Well-designed Spanish projects help high-school students gain a broader understanding of the culture, language and history of Spanish-speaking countries. Have students choose a specific country so they deepen their knowledge of a particular region. You can have students explore a variety of media to learn about and present aspects of culture in Spanish-speaking countries that appeal to all the senses.
Have students create a travel brochure to showcase some of the major tourist attractions in your country, such as historical sites, cultural centers, outdoor adventure areas and landmarks. Including a map with important geographical features allows readers to locate the attractions and get a general idea of travel distances.
For example, if the project is on Mexico, students might include Mexico City, Chichen Itza, Templo Mayor and Copper Canyon on the brochure. Students provide descriptive paragraphs in Spanish that detail the history of the locations and what tourists can hope to gain from their visit. The project might incorporate computer software to craft the brochure and include images and photographs to add visual appeal.
Maps, Treats and Slideshows
Have students make a flag that represents the Spanish country of their choice, using materials other than paper, suggests the Spanish II department at the James Kenan High School in North Carolina. Students might use wood, glass, fabric, metal, beads, duct tape or foam to create their flags. This process, combined with historical research of the flags, provides several angles for Spanish language learning.
Preparing a recipe that's native to a selected country to share with the class is a popular activity with several useful language-learning opportunities. Students hand out a copy of the recipe for classmates to keep and practice relevant vocabulary. Create a presentation slideshow to show the class while they're enjoying the treat, including topics such as the history of the capital city, geographical features, tourist attractions, customs, primary industries, major exports, size and population.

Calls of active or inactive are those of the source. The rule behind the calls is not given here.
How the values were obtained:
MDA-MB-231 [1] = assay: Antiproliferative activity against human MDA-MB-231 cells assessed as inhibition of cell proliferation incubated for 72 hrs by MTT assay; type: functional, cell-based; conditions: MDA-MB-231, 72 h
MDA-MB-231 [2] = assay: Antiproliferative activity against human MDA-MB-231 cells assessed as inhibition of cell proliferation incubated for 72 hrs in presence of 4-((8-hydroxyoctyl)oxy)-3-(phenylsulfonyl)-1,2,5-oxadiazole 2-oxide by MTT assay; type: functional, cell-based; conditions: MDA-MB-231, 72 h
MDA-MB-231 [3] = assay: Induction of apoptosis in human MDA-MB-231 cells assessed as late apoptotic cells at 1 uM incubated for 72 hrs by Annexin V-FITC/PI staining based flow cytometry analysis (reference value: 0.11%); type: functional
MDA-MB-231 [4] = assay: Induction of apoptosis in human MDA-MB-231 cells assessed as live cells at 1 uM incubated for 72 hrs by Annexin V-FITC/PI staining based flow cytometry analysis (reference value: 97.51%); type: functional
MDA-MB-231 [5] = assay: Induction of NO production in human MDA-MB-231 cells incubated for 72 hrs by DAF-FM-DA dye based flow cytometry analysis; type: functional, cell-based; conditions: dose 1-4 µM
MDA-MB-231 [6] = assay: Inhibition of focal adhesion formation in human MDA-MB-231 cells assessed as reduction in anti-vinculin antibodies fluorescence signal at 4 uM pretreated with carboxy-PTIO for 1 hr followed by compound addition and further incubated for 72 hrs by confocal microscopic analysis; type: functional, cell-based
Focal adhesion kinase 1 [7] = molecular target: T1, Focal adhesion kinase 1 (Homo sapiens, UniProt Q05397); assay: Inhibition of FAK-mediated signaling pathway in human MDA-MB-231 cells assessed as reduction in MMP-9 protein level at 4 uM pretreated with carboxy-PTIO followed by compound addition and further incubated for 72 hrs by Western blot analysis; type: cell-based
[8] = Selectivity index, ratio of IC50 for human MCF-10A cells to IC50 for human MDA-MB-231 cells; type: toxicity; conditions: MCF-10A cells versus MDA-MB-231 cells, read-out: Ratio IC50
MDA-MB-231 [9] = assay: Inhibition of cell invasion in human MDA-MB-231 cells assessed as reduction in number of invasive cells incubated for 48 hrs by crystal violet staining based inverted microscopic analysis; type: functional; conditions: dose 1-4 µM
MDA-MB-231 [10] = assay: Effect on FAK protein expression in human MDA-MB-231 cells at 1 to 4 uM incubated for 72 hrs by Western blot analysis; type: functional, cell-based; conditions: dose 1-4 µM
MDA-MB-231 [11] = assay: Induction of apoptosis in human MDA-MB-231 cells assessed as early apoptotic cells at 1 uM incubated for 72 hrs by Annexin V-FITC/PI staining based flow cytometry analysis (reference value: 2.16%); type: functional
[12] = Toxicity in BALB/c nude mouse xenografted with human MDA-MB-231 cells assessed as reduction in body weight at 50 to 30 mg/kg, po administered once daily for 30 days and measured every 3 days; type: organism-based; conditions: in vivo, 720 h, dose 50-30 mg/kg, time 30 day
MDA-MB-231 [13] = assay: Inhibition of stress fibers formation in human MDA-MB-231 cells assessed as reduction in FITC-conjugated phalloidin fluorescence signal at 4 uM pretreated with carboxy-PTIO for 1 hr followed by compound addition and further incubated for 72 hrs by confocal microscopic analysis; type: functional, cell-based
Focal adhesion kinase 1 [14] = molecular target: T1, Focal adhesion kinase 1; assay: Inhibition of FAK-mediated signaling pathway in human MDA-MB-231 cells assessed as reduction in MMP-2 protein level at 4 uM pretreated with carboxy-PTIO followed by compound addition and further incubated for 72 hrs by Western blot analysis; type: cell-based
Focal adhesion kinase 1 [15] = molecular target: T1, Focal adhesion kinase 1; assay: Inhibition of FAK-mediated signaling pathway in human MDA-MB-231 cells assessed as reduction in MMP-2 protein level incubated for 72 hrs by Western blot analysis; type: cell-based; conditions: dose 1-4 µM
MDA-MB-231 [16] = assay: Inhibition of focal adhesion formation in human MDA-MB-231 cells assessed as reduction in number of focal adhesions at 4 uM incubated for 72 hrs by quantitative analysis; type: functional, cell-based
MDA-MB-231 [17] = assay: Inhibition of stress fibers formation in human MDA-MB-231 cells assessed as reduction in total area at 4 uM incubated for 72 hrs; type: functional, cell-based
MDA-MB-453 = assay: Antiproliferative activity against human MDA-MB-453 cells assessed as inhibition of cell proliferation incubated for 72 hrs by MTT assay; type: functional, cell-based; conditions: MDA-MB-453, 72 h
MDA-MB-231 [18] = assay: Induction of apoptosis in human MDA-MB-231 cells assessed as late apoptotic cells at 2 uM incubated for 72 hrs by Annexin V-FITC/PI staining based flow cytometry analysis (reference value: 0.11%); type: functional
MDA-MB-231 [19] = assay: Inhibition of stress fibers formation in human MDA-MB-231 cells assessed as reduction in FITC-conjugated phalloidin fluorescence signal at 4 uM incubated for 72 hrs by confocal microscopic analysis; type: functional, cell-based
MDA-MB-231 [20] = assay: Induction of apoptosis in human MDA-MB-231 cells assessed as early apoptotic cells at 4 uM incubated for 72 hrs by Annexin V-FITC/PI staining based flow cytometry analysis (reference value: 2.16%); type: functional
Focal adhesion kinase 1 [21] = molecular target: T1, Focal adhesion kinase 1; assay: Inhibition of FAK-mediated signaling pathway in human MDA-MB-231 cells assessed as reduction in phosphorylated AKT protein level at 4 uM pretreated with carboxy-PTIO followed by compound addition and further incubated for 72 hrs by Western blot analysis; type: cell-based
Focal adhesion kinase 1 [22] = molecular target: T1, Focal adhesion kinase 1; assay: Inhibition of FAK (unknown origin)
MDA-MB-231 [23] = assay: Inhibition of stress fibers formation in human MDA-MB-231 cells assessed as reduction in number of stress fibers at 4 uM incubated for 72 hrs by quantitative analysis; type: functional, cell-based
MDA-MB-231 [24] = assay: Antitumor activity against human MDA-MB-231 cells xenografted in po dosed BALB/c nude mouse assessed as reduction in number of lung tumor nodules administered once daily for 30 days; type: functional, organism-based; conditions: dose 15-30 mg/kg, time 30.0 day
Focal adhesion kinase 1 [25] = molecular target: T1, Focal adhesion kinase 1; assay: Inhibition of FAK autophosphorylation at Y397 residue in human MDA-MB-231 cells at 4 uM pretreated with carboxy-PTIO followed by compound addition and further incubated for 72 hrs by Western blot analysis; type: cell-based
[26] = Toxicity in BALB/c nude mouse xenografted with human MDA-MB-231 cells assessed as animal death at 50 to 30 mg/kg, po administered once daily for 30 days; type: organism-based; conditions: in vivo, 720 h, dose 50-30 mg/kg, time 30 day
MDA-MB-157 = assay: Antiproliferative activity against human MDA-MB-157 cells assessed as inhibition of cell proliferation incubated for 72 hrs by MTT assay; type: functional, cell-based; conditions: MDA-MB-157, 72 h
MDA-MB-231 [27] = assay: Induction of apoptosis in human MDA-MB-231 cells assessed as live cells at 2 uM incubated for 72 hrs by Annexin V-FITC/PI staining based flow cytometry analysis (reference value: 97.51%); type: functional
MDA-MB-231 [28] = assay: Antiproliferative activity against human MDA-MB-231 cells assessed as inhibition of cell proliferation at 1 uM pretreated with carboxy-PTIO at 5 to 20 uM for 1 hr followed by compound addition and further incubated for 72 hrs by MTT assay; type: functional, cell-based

Completing a translation of a famous poem or other literary work in Spanish from the selected country demonstrates and provides a sense of accomplishment. For example, students focusing on Spain might translate a famous quote from "Don Quixote" into English. Cuban poet Nicolás Guillén or Puerto Rican poet Luis Palés-Matos offer translation options for students choosing a Latin American focus.
Have high-school students research and discuss the history behind the literary work to add relevance and additional language-learning tasks. Images of the writers and poets, as well as where and how they lived, enhance an introduction to the literary piece.
To explore language and culture through visual media, have students paint a mural or create a piece of artwork that reflects the style of a renowned Spanish-speaking artist. For example, students who choose Mexico might create a piece of art that resembles the styles of Diego Rivera or Frida Kahlo.
Art provides a gateway to many styles and aspects of culture; students might endeavor to imitate the still-life paintings of Peruvian artist Victor Turpo or the cartoon drawings of Venezuelan Carmelo Fernandez Paez. These projects allow students to research facts about the artist's history and examine a variety of works to gain a better understanding of art throughout the Spanish-speaking world while practicing related language concepts.
As curriculum developer and educator, Kristine Tucker has enjoyed the plethora of English assignments she's read (and graded!) over the years. Her experiences as vice-president of an energy consulting firm have given her the opportunity to explore business writing and HR. Tucker has a BA and holds Ohio teaching credentials.